393 under s. 61.30(2)(a), with the exception that gross income does
394 not include, consistent with paragraph (3)(h), sources of income
395 acquired outside of the marriage which were not relied upon
396 during the marriage.
397 (9) The court may order alimony exceeding the monthly
398 income limits established in subsection (8) if the court
399 determines, in accordance with the factors in subsection (3),
400 that there is a need for additional alimony, which determination
401 must be set out in writing Permanent alimony may be awarded to
402 provide for the needs and necessities of life as they were
403 established during the marriage of the parties for a party who
404 lacks the financial ability to meet his or her needs and
405 necessities of life following a dissolution of marriage.
406 Permanent alimony may be awarded following a marriage of long
407 duration if such an award is appropriate upon consideration of
408 the factors set forth in subsection (2), following a marriage of
409 moderate duration if such an award is appropriate based upon
410 clear and convincing evidence after consideration of the factors
411 set forth in subsection (2), or following a marriage of short
412 duration if there are written findings of exceptional
413 circumstances. In awarding permanent alimony, the court shall
414 include a finding that no other form of alimony is fair and
415 reasonable under the circumstances of the parties. An award of
416 permanent alimony terminates upon the death of either party or
417 upon the remarriage of the party receiving alimony. An award may
418 be modified or terminated based upon a substantial change in
419 circumstances or upon the existence of a supportive relationship
420 in accordance with s. 61.14 .
421 (10) A party against whom alimony is sought who has met the
422 requirements for retirement in accordance with s. 61.14(12)
423 before the filing of the petition for dissolution is not
424 required to pay alimony unless the party seeking alimony proves
425 by clear and convincing evidence the other party has the ability
426 to pay alimony, in addition to all other requirements of this
428 (11) (9) Notwithstanding any other provision of law, alimony
429 may not be awarded to a party who has a monthly net income that
430 is equal to or more than the other party. Except in the case of
431 a long-term marriage, in awarding alimony, the court shall
432 impute income to the obligor and obligee as follows:
433 (a) In the case of the obligor, social security retirement
434 benefits may not be imputed to the obligor, as demonstrated by a
435 social security retirement benefits entitlement letter.
436 (b) In the case of the obligee, if the obligee:
437 1. Is unemployed at the time the petition is filed and has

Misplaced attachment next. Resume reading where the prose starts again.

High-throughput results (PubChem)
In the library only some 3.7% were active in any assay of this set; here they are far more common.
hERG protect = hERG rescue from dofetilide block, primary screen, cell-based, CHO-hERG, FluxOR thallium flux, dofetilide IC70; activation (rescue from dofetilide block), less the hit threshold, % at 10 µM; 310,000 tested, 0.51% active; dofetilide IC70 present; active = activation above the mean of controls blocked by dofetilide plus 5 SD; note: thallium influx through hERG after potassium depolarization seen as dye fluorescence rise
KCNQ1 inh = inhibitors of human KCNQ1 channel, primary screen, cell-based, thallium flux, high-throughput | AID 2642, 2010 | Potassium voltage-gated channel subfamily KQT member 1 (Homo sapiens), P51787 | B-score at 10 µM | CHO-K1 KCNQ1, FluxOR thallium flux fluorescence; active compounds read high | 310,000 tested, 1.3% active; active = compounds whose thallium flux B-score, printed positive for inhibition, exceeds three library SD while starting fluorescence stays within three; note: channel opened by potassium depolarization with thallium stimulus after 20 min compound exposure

438 been unemployed for less than 1 year before the time of the
439 filing of the petition, the obligee’s monthly net income shall
440 be imputed at 90 percent of the obligee’s prior monthly net
442 2. Is unemployed at the time the petition is filed and has
443 been unemployed for at least 1 year but less than 2 years before
444 the time of the filing of the petition, the obligee’s monthly
445 net income shall be imputed at 80 percent of the obligee’s prior
446 monthly net income.
447 3. Is unemployed at the time the petition is filed and has
448 been unemployed for at least 2 years but less than 3 years
449 before the time of the filing of the petition, the obligee’s
450 monthly net income shall be imputed at 70 percent of the
451 obligee’s prior monthly net income.
452 4. Is unemployed at the time the petition is filed and has
453 been unemployed for at least 3 years but less than 4 years
454 before the time of the filing of the petition, the obligee’s
455 monthly net income shall be imputed at 60 percent of the
456 obligee’s prior monthly net income.
457 5. Is unemployed at the time the petition is filed and has
458 been unemployed for at least 4 years but less than 5 years
459 before the time of the filing of the petition, the obligee’s
460 monthly net income shall be imputed at 50 percent of the
461 obligee’s prior monthly net income.
462 6. Is unemployed at the time the petition is filed and has
463 been unemployed for at least 5 years before the time of the
464 filing of the petition, the obligee’s monthly net income shall
465 be imputed at 40 percent of the obligee’s prior monthly net
466 income, or the monthly net income of a minimum wage earner at
467 the time of the filing of the petition, whichever is greater.
468 7. Proves by a preponderance of the evidence that he or she
469 does not have the ability to earn the imputed income through
470 reasonable means, the court shall reduce the imputation of
471 income specified in this paragraph. If the obligee alleges that
472 a physical disability has impaired his or her ability to earn
473 the imputed income, such disability must meet the definition of
474 disability as determined by the Social Security Administration.
475 The award of alimony may not leave the payor with significantly
476 less net income than the net income of the recipient unless
477 there are written findings of exceptional circumstances.
478 (12)(a) (10)(a) With respect to any order requiring the
479 payment of alimony entered on or after January 1, 1985, unless
480 the provisions of paragraph (c) or paragraph (d) applies apply,
481 the court shall direct in the order that the payments of alimony
482 be made through the appropriate depository as provided in s.
484 (b) With respect to any order requiring the payment of
485 alimony entered before January 1, 1985, upon the subsequent
486 appearance, on or after that date, of one or both parties before